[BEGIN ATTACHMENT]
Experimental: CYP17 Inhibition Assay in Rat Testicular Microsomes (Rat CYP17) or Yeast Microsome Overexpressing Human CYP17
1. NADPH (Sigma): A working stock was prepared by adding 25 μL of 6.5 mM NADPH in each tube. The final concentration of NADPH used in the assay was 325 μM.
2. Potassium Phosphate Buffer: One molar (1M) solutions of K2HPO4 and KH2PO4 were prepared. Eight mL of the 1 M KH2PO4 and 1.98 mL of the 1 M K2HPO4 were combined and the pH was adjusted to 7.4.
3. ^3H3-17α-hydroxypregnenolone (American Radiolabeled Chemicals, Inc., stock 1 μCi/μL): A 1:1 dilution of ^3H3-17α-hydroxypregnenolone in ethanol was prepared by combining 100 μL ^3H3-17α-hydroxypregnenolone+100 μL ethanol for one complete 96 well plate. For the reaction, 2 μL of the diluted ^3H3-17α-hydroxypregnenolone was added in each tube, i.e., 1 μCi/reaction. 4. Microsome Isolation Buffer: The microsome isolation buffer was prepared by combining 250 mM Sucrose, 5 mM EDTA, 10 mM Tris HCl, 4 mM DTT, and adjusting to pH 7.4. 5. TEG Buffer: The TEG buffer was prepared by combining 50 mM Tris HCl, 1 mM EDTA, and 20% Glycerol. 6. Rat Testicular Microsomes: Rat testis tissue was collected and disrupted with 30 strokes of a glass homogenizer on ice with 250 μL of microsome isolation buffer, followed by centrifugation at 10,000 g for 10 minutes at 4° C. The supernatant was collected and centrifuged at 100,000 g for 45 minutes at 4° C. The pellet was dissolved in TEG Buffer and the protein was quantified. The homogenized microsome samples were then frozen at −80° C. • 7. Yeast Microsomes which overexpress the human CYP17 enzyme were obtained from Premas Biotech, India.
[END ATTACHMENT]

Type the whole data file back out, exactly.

Experimental: CYP17 Inhibition Assay in Rat Testicular Microsomes (Rat CYP17) or Yeast Microsome Overexpressing Human CYP17
1. NADPH (Sigma): A working stock was prepared by adding 25 μL of 6.5 mM NADPH in each tube. The final concentration of NADPH used in the assay was 325 μM.
2. Potassium Phosphate Buffer: One molar (1M) solutions of K2HPO4 and KH2PO4 were prepared. Eight mL of the 1 M KH2PO4 and 1.98 mL of the 1 M K2HPO4 were combined and the pH was adjusted to 7.4.
3. ^3H3-17α-hydroxypregnenolone (American Radiolabeled Chemicals, Inc., stock 1 μCi/μL): A 1:1 dilution of ^3H3-17α-hydroxypregnenolone in ethanol was prepared by combining 100 μL ^3H3-17α-hydroxypregnenolone+100 μL ethanol for one complete 96 well plate. For the reaction, 2 μL of the diluted ^3H3-17α-hydroxypregnenolone was added in each tube, i.e., 1 μCi/reaction. 4. Microsome Isolation Buffer: The microsome isolation buffer was prepared by combining 250 mM Sucrose, 5 mM EDTA, 10 mM Tris HCl, 4 mM DTT, and adjusting to pH 7.4. 5. TEG Buffer: The TEG buffer was prepared by combining 50 mM Tris HCl, 1 mM EDTA, and 20% Glycerol. 6. Rat Testicular Microsomes: Rat testis tissue was collected and disrupted with 30 strokes of a glass homogenizer on ice with 250 μL of microsome isolation buffer, followed by centrifugation at 10,000 g for 10 minutes at 4° C. The supernatant was collected and centrifuged at 100,000 g for 45 minutes at 4° C. The pellet was dissolved in TEG Buffer and the protein was quantified. The homogenized microsome samples were then frozen at −80° C. • 7. Yeast Microsomes which overexpress the human CYP17 enzyme were obtained from Premas Biotech, India.